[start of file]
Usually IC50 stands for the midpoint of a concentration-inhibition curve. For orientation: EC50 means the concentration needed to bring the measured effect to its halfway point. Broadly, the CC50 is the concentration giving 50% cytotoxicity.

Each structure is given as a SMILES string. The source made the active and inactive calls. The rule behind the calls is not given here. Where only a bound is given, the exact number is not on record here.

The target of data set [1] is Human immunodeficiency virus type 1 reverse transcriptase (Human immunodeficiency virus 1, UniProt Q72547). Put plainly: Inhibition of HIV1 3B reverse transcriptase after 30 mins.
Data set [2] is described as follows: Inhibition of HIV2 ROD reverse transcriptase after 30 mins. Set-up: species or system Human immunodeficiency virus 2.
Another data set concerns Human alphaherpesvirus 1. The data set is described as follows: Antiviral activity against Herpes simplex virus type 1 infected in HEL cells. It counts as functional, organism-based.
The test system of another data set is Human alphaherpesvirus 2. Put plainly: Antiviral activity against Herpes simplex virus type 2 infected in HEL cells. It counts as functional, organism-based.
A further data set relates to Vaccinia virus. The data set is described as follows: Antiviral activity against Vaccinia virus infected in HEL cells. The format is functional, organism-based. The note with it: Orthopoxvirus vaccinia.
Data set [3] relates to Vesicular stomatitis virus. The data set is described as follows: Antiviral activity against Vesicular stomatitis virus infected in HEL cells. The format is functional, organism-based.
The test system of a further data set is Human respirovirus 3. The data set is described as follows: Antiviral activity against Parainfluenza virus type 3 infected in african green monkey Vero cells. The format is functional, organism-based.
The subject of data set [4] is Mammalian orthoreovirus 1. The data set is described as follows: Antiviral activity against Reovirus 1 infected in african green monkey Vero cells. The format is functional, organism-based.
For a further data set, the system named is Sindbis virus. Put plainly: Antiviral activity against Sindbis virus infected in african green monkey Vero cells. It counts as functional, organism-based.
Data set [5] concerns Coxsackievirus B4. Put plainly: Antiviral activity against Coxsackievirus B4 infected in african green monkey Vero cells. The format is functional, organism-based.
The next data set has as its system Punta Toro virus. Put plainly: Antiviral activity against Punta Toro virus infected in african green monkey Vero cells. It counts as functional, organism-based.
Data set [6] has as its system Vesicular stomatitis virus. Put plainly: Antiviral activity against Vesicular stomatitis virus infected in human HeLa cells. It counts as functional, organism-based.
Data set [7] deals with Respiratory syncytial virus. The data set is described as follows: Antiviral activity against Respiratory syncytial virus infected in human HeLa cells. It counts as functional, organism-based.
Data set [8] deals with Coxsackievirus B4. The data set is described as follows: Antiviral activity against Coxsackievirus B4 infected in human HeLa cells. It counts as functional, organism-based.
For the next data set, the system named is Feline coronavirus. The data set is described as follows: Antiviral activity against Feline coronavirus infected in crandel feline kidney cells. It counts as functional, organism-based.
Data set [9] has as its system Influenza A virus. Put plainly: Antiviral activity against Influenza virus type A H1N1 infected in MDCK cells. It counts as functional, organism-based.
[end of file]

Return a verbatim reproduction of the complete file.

Usually IC50 stands for the midpoint of a concentration-inhibition curve. For orientation: EC50 means the concentration needed to bring the measured effect to its halfway point. Broadly, the CC50 is the concentration giving 50% cytotoxicity.

Each structure is given as a SMILES string. The source made the active and inactive calls. The rule behind the calls is not given here. Where only a bound is given, the exact number is not on record here.

The target of data set [1] is Human immunodeficiency virus type 1 reverse transcriptase (Human immunodeficiency virus 1, UniProt Q72547). Put plainly: Inhibition of HIV1 3B reverse transcriptase after 30 mins.
Data set [2] is described as follows: Inhibition of HIV2 ROD reverse transcriptase after 30 mins. Set-up: species or system Human immunodeficiency virus 2.
Another data set concerns Human alphaherpesvirus 1. The data set is described as follows: Antiviral activity against Herpes simplex virus type 1 infected in HEL cells. It counts as functional, organism-based.
The test system of another data set is Human alphaherpesvirus 2. Put plainly: Antiviral activity against Herpes simplex virus type 2 infected in HEL cells. It counts as functional, organism-based.
A further data set relates to Vaccinia virus. The data set is described as follows: Antiviral activity against Vaccinia virus infected in HEL cells. The format is functional, organism-based. The note with it: Orthopoxvirus vaccinia.
Data set [3] relates to Vesicular stomatitis virus. The data set is described as follows: Antiviral activity against Vesicular stomatitis virus infected in HEL cells. The format is functional, organism-based.
The test system of a further data set is Human respirovirus 3. The data set is described as follows: Antiviral activity against Parainfluenza virus type 3 infected in african green monkey Vero cells. The format is functional, organism-based.
The subject of data set [4] is Mammalian orthoreovirus 1. The data set is described as follows: Antiviral activity against Reovirus 1 infected in african green monkey Vero cells. The format is functional, organism-based.
For a further data set, the system named is Sindbis virus. Put plainly: Antiviral activity against Sindbis virus infected in african green monkey Vero cells. It counts as functional, organism-based.
Data set [5] concerns Coxsackievirus B4. Put plainly: Antiviral activity against Coxsackievirus B4 infected in african green monkey Vero cells. The format is functional, organism-based.
The next data set has as its system Punta Toro virus. Put plainly: Antiviral activity against Punta Toro virus infected in african green monkey Vero cells. It counts as functional, organism-based.
Data set [6] has as its system Vesicular stomatitis virus. Put plainly: Antiviral activity against Vesicular stomatitis virus infected in human HeLa cells. It counts as functional, organism-based.
Data set [7] deals with Respiratory syncytial virus. The data set is described as follows: Antiviral activity against Respiratory syncytial virus infected in human HeLa cells. It counts as functional, organism-based.
Data set [8] deals with Coxsackievirus B4. The data set is described as follows: Antiviral activity against Coxsackievirus B4 infected in human HeLa cells. It counts as functional, organism-based.
For the next data set, the system named is Feline coronavirus. The data set is described as follows: Antiviral activity against Feline coronavirus infected in crandel feline kidney cells. It counts as functional, organism-based.
Data set [9] has as its system Influenza A virus. Put plainly: Antiviral activity against Influenza virus type A H1N1 infected in MDCK cells. It counts as functional, organism-based.